News Analysis |
President Donald Trump is not satisfied with the progress made by Pakistan in the fight against terrorism and the US is holding Islamabad accountable for its actions for the first time, the White House said on February 23rd, 2018.
White House Principal Deputy Press Secretary, Raj Shah passed these remarks during the ongoing meeting of the Financial Action Task Force (FATF) in Paris where US is trying to include Pakistan in an international terror financing watch list. He added, “I know that we have restored some clarity in our relationship with Pakistan. For the first time we’re holding Pakistan accountable for its actions.”
“We’ve seen modest progress in terms of Pakistan’s actual acknowledgement of these concerns, but the President is not satisfied with progress when it comes to Pakistan”, Shah responded to a question on any development in Trump’s South Asia’s strategy which was declared in August, 2017.
Casualty Figures after 10 Years of the ‘War on Terror” which was released by the Nobel Prize-winning International Physicians for the Prevention of Nuclear War, along with Physicians for Social Responsibility and Physicians for Global Survival.
It is pertinent here to mention the fact that there have been ups and downs in the US-Pakistan relationship before. Pakistan had been a cold-war ally of the US. Then, following Pakistan’s ambitions to become a nuclear power, the relationship remained strained. In the 1980s however, the US ignored its nuclear proliferation concerns and worked closely with Pakistan to support the Afghan Mujihideen against the Soviet Union.
When the Soviet Union withdrew from Afghanistan, the US imposed sanctions on Pakistan again. After 9/11, Pakistan again became a close ally of the US and was designated a ‘major non-NATO ally’. In fact, Pakistan has also been called the ‘most allied ally’ of the US post-9/11. Nearly 18 years after 9/11, president Trump is alleging that Pakistan harbors terrorist groups that kill US troops in Afghanistan. The relationship continues be transactional in nature.
Read more: Pakistan complicates US’ Afghan mission
“The US is working closely with our partners in Afghanistan. We’ve made significant progress against ISIS, reducing their presence and eliminating hundreds of fighters. We’ve eliminated their top leaders, and we’re working relentlessly to target their leadership and bases wherever they emerge,” Shah explained.
Trump remained harsh towards Pakistan while announcing his South Asia Strategy. He directly held Pakistan responsible for the first time for most of the destruction that had affected Afghanistan. He issued a clear warning to Pakistan to cut its support to terrorist groups or face unexpected consequences.
The contemporary geostrategic and geopolitical situation of South Asia, Pakistan has other strategic partners such as China and Russia in order to counterbalance Indo-US potential hegemonic aspirations in the region.
On the hand, Pakistan rejected all these allegations leveled by the US. Pakistan’s Chief of Army Staff, General Qamar Bajwa said that Pakistan is looking for recognition of all those sacrifices it has done in fight against terrorism. Simultaneously, the US has admired and acknowledged India in its efforts to assist Afghanistan economically. Furthermore, he invited India to do more in Afghanistan. US’s inclination towards India underscores Delhi’s growing role in Afghanistan and in the the entire South Asia region.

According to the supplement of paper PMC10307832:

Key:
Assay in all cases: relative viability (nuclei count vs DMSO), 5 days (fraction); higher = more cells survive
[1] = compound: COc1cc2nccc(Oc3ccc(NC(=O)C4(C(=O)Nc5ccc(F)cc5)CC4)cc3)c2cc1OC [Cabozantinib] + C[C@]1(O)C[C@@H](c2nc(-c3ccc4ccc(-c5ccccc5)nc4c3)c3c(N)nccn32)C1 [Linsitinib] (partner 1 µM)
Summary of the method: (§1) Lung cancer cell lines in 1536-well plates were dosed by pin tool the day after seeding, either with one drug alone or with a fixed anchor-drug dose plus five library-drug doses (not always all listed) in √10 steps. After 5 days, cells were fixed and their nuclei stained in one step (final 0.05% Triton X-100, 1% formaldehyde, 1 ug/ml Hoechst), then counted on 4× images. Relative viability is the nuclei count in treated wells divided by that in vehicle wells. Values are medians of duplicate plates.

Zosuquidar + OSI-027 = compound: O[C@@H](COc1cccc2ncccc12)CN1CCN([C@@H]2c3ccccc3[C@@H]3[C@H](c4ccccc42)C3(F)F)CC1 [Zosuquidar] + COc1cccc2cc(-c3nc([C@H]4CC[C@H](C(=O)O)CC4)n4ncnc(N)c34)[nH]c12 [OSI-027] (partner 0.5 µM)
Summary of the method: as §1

US failure to restore peace and stability in Afghanistan is due to its lack of its political will and a lack of continuity in its policies. President George W. Bush initially was against the ‘nation building business’ and was slow to realize that stability cannot be ensured by military victory alone. President Obama got elected on a campaign promise of bring the troops back home and reduced the number of troops under pressure from the public in America.
President Trump seems to believe that the number of American troops in Afghanistan needs to be increased again. Such abrupt changes in US policy hinder counter-terrorism efforts in Afghanistan by the US and that of other countries as well. Furthermore, the US should have worked to counter the ideology of terrorist groups as should be done in counter terrorism strategies.
President Donald Trump is not satisfied with the progress made by Pakistan in fight against terrorism and the US is holding Islamabad accountable for its actions for the first time, the White House said on February 23rd, 2018.
That’s why the number of terrorist groups has been increased. Directly targeting Pakistan and giving leverage to India in regional politics gives an impression that Pakistan is isolated from the international and regional politics. But, in the contemporary geostrategic and geopolitical situation of South Asia, Pakistan has other strategic partners such as China and Russia in order to counterbalance Indo-US potential hegemonic aspirations in the region.
Pakistan has remained a front line state in countering terrorism. It has sacrificed 80,000 lives, according to a report titled “Body Count: Casualty Figures after 10 Years of the ‘War on Terror” which was released by the Nobel Prize-winning International Physicians for the Prevention of Nuclear War, along with Physicians for Social Responsibility and Physicians for Global Survival.
Read more: US suspends economic aid to Pakistan
The study also concluded that around 1.3 million people were killed, both directly and indirectly, in Iraq, Afghanistan and Pakistan as a result of US-led wars in the region in more than a decade. Blaming Pakistan only and showing dissatisfaction with Pakistan’s efforts in countering terror groups may not work in the future and not serve US interests in the region. Only political solutions and an integrated approach in which all regional countries are welcomed by the US would serve to maintain peace and stability in conflicted regions.